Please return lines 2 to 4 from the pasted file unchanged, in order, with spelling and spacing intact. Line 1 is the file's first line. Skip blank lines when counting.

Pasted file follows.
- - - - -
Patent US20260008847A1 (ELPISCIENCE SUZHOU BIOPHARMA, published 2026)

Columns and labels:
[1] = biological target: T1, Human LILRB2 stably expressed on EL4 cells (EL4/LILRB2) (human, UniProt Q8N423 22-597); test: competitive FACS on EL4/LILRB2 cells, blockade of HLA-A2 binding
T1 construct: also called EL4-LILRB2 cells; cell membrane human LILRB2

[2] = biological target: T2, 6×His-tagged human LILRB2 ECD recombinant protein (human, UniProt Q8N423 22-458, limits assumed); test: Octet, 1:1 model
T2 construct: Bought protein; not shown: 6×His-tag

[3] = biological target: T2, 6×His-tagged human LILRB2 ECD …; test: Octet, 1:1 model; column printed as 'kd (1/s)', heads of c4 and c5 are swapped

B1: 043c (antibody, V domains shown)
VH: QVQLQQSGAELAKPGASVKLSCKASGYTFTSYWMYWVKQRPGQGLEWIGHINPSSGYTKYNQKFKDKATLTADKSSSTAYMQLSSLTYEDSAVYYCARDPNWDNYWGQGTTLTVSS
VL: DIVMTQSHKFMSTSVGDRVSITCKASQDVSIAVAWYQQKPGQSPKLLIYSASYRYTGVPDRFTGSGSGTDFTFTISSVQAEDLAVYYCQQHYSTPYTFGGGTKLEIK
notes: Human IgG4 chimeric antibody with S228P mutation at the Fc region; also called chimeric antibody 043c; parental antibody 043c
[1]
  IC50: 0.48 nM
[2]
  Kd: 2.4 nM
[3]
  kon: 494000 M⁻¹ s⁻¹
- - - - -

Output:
Columns and labels:
[1] = biological target: T1, Human LILRB2 stably expressed on EL4 cells (EL4/LILRB2) (human, UniProt Q8N423 22-597); test: competitive FACS on EL4/LILRB2 cells, blockade of HLA-A2 binding
T1 construct: also called EL4-LILRB2 cells; cell membrane human LILRB2